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Here's the H bridge I'm building

  • Vcc = 9v
  • 10 k resistors for the pullup
  • 1k resistor for the transistor
  • 2 PNP BC557
  • 2 NPN BC547
  • 2 push buttons

It should have a DC motor but I'm using LED and a resistor instead for safety purposes.

schematic

(original)

enter image description here

so I'm connecting everything exactly like the sheet, but still not working.

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    \$\begingroup\$ One of your blue ground lines is going to the power rail, that might be part of it. Keep in mind that the LEDs are one way, so it will not turn on if you press one combination of the buttons. Also, check the datasheet on your BJT and make sure the pins are right. What's your power supply? Also, consider making your breadboard clear, it's super hard to track down problems when it looks like this. I don't agree with the answers saying 'don't use a breadboard.' I've done this with a breadboard before, and it was a find test. \$\endgroup\$ Commented May 3, 2020 at 19:38
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    \$\begingroup\$ This design wouldn't be very useful under the best of circumstances anyway. There is very little reason to build a bridge of discrete parts today and none to do it with small bipolar junction transistors. \$\endgroup\$ Commented May 3, 2020 at 19:54
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    \$\begingroup\$ If it's an assignment, then, by all means, tidy up your board! This is a mess, and I really can't make out what you've connected to what because it's such a tangle of unshortened wires and resistors going in random directions, in combination with a schematic that doesn't label the parts with names (R1, R2, ...) \$\endgroup\$ Commented May 3, 2020 at 19:57
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    \$\begingroup\$ @SillyInventor not saying it can't work; it's just that you just need a single bad connection for it to not work, and the way this is executed that is extremely likely. \$\endgroup\$ Commented May 3, 2020 at 19:59
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    \$\begingroup\$ Also worth noting, push buttons rarely make proper contact with breadboards - their leads are too short, so your buttons may not actually be doing anything at all. \$\endgroup\$ Commented May 3, 2020 at 20:40

4 Answers 4

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The 10k resistors are doing not a lot because they are weak compared to the 1k resistors. So, when both switches are open the junctions of the 1k resistors are held at mid-supply, all the transistors are on and you have a shoot through situation.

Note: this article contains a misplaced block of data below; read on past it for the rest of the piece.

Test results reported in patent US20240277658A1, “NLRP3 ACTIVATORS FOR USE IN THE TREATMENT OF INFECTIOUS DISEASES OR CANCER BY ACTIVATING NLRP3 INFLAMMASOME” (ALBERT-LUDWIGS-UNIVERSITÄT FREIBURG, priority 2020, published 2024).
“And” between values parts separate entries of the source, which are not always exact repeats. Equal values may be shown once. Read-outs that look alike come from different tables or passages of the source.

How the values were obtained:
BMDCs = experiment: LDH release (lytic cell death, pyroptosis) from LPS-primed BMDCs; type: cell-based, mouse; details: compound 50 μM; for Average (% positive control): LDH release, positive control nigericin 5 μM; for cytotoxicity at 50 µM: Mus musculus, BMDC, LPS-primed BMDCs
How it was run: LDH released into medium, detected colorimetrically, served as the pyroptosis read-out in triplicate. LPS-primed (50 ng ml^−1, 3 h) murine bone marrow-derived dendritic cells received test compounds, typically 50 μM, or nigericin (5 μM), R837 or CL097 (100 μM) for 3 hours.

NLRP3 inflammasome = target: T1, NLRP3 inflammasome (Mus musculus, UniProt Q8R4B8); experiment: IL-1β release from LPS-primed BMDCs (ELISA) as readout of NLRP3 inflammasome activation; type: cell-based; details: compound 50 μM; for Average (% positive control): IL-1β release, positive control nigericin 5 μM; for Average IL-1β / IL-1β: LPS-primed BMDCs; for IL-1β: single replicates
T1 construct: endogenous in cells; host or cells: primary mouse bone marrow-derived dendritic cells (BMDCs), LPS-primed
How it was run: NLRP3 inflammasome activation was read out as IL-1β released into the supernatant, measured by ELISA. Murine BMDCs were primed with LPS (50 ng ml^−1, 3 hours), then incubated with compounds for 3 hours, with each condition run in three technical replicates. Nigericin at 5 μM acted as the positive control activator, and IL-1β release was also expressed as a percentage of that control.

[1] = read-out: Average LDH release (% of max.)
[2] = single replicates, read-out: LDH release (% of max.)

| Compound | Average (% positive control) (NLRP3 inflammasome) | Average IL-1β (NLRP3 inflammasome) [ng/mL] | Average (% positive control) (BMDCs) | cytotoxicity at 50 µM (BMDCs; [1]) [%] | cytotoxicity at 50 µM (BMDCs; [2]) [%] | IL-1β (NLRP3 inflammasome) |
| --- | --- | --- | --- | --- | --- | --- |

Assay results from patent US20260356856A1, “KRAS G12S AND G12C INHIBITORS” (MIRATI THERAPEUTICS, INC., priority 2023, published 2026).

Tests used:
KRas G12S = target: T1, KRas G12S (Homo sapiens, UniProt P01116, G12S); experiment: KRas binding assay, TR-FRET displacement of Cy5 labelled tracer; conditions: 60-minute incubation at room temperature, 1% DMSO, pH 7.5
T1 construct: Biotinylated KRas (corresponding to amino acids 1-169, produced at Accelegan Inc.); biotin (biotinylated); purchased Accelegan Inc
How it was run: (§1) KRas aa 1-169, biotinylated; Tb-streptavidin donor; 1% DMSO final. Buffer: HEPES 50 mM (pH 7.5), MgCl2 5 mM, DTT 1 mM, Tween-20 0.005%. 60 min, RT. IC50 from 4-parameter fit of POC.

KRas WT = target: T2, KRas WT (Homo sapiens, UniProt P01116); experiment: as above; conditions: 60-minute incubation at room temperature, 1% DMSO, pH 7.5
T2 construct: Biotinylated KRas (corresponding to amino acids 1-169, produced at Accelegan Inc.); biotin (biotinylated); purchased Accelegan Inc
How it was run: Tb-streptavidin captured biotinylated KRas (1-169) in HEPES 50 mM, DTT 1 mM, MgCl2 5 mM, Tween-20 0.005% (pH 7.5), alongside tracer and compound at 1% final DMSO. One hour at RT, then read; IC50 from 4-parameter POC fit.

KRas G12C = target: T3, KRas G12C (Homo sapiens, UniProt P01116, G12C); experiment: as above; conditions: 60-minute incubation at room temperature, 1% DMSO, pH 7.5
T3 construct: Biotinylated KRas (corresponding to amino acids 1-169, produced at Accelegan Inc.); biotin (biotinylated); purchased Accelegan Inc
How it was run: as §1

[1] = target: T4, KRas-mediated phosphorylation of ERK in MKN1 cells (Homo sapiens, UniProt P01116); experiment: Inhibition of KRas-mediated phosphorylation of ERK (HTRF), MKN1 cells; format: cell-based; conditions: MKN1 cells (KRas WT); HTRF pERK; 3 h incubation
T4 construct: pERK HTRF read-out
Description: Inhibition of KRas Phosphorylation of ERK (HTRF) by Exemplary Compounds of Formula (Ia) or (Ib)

Now close a switch and that side of the motor will be pulled to Vcc but both the transistors are still switched on on the other side of the bridge.

This circuit uses emitter followers instead of common emitter configuration in order to avoid shoot through.

H-Bridge

Disadvantage of the transistors being driven in emitter follower mode is that there is more voltage dropped across them than in common emitter mode necessitating more heat sinking.

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A few comments on breadboarding & prototyping.

I agree that having neat schematics & breadboards are helpful, particularly when you are first starting out.

However, some of the very best analog designers eschewed neatness. Robert Pease, the renowned analog designer (died in a car accident in 2011) from National Semiconductor and Philbrick, tended to have breadboards that looked more like this:

Photo of hand-made breadboard

Image source: Electronic Design magazine - What's All This Analog Engineering Stuff, Anyhow?

Jim Williams who worked for Linear Technology Corporation was another analog guru known for his rats-nest bread boards.

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I was considering making this a comment, but I think this works as an engineering insightful answer:

Sometimes a schematic can be as right as possible, the physical implementation can just be too far from reproducing the "idealizations" of a schematic that the resulting device just doesn't work.

In the case of cheap solder-free breadboard like yours: That idealization is probably the assumption that a connection on the breadboard is close enough to an ideal conductor, which the lines on your schematic are.

Breadboard contacting is notoriously unreliable. And your plugging and wiring looks especially flimsy and unreliable. I don't think, for example, that your switches and your resistors make reliable contact.

Get out a soldering iron and build this on perfboard. If you don't have perfboard at hand, build it free-flying. Still better than this breadboard – not even your fault, these things are just nightmares.

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To drive the motor (in the one or the other direction), you have to turn on the pair of p-n-p and n-p-n transistors in the corresponding diagonal.

To do that, connect a network of 1 k resistor and push button in series between the bases of each diagonal pair of transistors. The resistor will serve as a common base resistor when you press the button.

Also, connect a 10 k resistor in parallel to each base-emitter junction to reliably cut off it when the base is floating.

EDIT: Only do not press both buttons simultaneously to avoid the short connection.

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